You know a woman by what’s in her purse!  Like mother like daughter! The apple doesn’t fall far from the tree! AbiNoelle has been proof of those sayings we’ve all heard. If you want to know about me and what’s in my purse, well, just take a look at our big girl and her purse. Last week we celebrated turning the BIG 5 and with that came some BLING and SPARKLE for the BIG girl – a little black purse with some shiny gold sparkles. But proof in point was what was quickly added to the inside after a fun shopping trip

– coupons – 40% off coupons! AbiNoelle thought it was so important of her to put those coupon papers in her purse for safe keeping.

Yes, we love coupons, sales, and discounts! The cheaper the better, you might say. Right? We’ve become so accustomed to our fast-food, easy-gratification society, that we tend to expect much for less in every area of life. It seems that the lines of discernment have even become blurred in the homeschool world as folks choose curriculum as they might buy a $1 store pack of pens instead of an executive, museum quality writing instrument. No doubt, it is possible that a great leader could be educated through books from the dollar store or even freebies at the local library. Our family has certainly enjoyed the benefits of hand-me downs, library borrowing, consignment and exchange programs. However, as we choose materials, we try to analyze the material based on the Biblical philosophy of education that we established for our homeschool and not fall prey to the easy catch-phrases (excuses disguised as reasons) of the day. True, this may result in more work for us as teachers and parents and even more financial sacrifice; however, some “reasons” are worth avoiding when making educational choices:

  1. “It’s cheaper.” Don’t confuse reason with benefit. What is your reason for choosing a certain curriculum or book? Notice, I didn’t say, benefit. A savings or discount can certainly be a wonderful benefit, but a discount should never be a deciding factor for something as important as the teaching of our children. Cheaper doesn’t always equal quality.  Of course, if one does not hold to the Biblical duty of parents to teach their children, then he may not place the highest priority and importance upon the teaching and training of their child. Therefore the financial investment, or lack thereof, in education only proves that belief.
  2. Extravagance doesn’t equal quality. Certainly, the Christian parent should seek to fulfill his call and duty in the best way possible. In contrast to the “it’s cheaper” excuse, financial extravagance, doesn’t necessarily equal quality. In our travels, we’ve witnessed several occasions when no expense was spared and every item a curriculum publisher offered was purchased, yet the daily follow-through of utilizing the best of the best was poor, if not totally missing. The best material can be at the finger tips, but if it is not effectively employed, the education becomes equal to the cheapest.
  3. “It’s faster.” If your goal is to teach and train when “thou sittest, walketh, liest, riseth,” then your goal should not be to choose a curriculum because of it’s lack of time constraint or requirement. Many times, we’ve heard it said that a curriculum was chosen because little Joey could get done so much faster! Speed doesn’t always equal quality. In fact, many times, the speed of the curriculum simply indicates sub-par learning.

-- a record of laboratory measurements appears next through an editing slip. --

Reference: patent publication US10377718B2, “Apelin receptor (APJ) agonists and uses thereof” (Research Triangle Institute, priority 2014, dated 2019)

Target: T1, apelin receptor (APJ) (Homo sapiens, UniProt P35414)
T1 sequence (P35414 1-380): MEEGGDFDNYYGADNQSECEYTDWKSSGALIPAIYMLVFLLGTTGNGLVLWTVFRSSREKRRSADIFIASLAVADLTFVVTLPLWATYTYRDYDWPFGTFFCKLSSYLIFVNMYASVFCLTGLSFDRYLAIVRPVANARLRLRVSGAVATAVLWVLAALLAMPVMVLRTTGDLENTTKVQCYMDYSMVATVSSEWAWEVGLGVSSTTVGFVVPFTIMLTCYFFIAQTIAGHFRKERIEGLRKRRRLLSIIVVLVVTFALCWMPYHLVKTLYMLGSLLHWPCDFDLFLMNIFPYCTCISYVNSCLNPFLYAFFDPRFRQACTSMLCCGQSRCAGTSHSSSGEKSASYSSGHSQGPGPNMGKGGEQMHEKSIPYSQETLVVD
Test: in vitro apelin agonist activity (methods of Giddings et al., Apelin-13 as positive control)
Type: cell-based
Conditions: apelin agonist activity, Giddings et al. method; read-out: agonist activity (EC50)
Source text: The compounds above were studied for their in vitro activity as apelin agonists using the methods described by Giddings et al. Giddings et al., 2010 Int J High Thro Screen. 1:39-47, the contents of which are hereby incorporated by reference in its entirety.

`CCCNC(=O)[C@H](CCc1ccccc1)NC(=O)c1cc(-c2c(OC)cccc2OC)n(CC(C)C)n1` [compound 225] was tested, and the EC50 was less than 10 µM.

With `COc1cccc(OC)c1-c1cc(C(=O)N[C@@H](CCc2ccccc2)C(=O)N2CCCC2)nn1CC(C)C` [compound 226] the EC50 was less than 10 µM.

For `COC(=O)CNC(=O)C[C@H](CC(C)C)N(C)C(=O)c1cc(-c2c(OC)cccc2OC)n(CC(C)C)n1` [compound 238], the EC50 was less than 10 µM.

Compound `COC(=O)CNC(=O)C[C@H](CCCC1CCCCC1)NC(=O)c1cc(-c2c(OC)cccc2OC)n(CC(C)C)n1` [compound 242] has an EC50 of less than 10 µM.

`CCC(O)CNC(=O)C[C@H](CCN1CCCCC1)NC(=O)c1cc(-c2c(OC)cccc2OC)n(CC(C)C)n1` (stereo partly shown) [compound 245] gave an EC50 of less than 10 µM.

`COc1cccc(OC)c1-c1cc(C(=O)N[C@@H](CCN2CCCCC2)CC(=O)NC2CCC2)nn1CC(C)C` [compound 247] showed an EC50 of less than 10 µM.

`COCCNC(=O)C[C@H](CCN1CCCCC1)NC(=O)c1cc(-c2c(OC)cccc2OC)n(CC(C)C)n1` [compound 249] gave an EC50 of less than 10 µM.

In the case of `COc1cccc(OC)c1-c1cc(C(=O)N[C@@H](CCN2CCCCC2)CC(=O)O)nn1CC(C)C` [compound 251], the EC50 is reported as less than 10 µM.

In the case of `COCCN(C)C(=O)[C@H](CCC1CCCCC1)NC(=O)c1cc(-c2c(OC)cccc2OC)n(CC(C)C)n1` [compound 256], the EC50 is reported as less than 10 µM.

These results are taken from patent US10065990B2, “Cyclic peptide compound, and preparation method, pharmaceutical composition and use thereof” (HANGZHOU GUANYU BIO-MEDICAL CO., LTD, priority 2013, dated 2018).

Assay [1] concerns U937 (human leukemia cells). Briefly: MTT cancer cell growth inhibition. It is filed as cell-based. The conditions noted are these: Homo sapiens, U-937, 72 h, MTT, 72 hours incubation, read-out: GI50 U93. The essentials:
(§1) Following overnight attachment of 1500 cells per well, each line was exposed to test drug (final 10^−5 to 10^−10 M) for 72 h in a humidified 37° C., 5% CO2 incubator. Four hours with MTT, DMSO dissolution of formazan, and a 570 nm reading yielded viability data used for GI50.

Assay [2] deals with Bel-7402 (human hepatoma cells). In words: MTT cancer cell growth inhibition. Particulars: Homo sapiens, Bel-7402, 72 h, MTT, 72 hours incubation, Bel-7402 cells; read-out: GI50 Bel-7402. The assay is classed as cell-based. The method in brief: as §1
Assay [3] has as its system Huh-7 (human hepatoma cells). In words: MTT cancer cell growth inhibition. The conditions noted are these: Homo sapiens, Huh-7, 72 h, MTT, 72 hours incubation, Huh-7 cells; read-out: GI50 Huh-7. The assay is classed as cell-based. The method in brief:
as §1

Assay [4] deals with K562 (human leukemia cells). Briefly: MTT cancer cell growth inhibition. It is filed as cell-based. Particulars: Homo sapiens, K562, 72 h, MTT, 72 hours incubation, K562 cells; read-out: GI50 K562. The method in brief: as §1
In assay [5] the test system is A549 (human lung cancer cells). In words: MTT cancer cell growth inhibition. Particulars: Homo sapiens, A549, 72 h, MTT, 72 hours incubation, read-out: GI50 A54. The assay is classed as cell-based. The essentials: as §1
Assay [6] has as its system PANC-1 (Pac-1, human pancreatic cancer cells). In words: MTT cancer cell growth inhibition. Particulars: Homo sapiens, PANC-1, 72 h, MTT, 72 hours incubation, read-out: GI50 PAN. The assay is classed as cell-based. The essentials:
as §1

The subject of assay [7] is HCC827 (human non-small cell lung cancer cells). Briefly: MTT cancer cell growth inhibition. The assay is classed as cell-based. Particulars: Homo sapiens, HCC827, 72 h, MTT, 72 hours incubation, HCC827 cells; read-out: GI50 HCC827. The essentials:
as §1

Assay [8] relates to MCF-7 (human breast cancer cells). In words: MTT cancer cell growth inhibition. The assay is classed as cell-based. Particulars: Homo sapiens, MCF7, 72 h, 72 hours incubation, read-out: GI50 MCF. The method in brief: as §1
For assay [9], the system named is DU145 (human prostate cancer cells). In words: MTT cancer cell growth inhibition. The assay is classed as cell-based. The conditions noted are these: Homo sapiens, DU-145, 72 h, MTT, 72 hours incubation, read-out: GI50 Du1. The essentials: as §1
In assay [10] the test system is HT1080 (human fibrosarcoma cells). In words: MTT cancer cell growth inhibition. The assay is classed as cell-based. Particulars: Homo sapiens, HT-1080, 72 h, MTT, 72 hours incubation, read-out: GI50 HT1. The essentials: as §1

4.  “It’s easier.” I’m definitely not a proponent of school being hard and hours of independent work after hours of teacher-led instruction. School should be full of fun, exciting, and efficient learning with time left in the day for family time, personal projects, and enjoyments. However, once again, many times a sub-par curriculum is chosen to ease the burden of the parent-teacher and satisfy the poor attitude of the student. When an aspect of the curriculum becomes a significant challenge, the solution should not be to scrap the good curriculum for the sub-par, but to work with the student to increase ability by offering further instruction, effective incentives, and adjusting the work load to lessen the burden during more challenging times.
  5. “It’s not challenging enough.” Should your original choice of what was the best curriculum meeting your Biblical philosophy be cast aside  when your student excels and the work load becomes too easy in certain categories? Lack of challenge in a curriculum should never be a reason for accepting material that doesn’t meet your philosophy guidelines. Surely adding more writing assignments, experiments, computations, spelling words, artwork or whatever isn’t so difficult that a whole new curriculum that conflicts with philosophy has to be chosen?

Rejecting these excuses, we continue in our choice for AbiNoelle and time is flying by through a whirlwind of fun learning.

Our homeschool group provided a fun day of roller skating (although regretfully it does appear that AbiNoelle is taking after her mother’s lack of athletic ease).

What an exciting day when Reading Circles and Seatwork started with Mrs. Reese. AbiNoelle loves to complete beautiful paperwork and is doing a great job learning to read.


How Fun! – We took a quick trip down to Grandma’s to celebrate her birthday!


An important day! This was AbiNoelle’s first package of papers to be shipped to “Mrs. Reese” (A Beka Academy) for grading. What an accomplishment!


Field trip time at the Biltmore – what a BIG Christmas tree!


It’s Birthday #5 – love that new purse!


The grades came in – it’s AbiNoelle’s first report card!